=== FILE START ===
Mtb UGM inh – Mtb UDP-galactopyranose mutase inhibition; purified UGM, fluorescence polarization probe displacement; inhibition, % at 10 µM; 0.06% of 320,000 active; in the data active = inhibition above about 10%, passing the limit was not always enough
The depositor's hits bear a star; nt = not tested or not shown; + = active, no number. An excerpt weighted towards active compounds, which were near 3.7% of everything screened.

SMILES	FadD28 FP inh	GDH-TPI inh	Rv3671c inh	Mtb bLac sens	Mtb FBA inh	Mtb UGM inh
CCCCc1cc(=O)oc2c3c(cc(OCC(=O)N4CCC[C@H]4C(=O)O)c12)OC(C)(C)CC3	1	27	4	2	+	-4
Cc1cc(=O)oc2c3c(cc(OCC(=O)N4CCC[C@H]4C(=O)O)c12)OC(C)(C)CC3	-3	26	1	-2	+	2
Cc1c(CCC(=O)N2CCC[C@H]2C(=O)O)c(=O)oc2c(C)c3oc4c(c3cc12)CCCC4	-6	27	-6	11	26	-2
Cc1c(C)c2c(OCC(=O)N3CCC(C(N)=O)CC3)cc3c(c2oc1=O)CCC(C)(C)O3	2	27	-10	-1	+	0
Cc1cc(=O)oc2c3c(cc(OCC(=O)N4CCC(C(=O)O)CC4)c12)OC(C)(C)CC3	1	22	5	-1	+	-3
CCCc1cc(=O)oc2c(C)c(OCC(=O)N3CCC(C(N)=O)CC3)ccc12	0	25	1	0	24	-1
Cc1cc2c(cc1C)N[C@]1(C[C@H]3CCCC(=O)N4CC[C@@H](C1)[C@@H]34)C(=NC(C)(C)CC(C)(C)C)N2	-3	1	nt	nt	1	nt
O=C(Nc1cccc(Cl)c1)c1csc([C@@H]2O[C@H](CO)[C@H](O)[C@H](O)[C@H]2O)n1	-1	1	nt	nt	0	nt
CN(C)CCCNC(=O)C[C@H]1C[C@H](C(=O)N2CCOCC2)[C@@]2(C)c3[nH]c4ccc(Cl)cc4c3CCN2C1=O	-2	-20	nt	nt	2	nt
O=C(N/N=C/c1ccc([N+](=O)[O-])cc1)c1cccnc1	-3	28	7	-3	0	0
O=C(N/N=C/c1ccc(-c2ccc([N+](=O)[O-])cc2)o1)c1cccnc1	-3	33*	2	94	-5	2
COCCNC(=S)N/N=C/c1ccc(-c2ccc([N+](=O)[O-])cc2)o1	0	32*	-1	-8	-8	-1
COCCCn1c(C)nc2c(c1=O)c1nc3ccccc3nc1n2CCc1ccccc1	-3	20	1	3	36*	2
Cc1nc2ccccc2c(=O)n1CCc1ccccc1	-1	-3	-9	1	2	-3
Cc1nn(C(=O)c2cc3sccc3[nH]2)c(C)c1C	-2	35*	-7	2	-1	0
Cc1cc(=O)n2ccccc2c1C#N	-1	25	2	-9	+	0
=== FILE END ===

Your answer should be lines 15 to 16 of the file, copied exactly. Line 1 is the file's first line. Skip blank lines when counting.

COCCNC(=S)N/N=C/c1ccc(-c2ccc([N+](=O)[O-])cc2)o1	0	32*	-1	-8	-8	-1
COCCCn1c(C)nc2c(c1=O)c1nc3ccccc3nc1n2CCc1ccccc1	-3	20	1	3	36*	2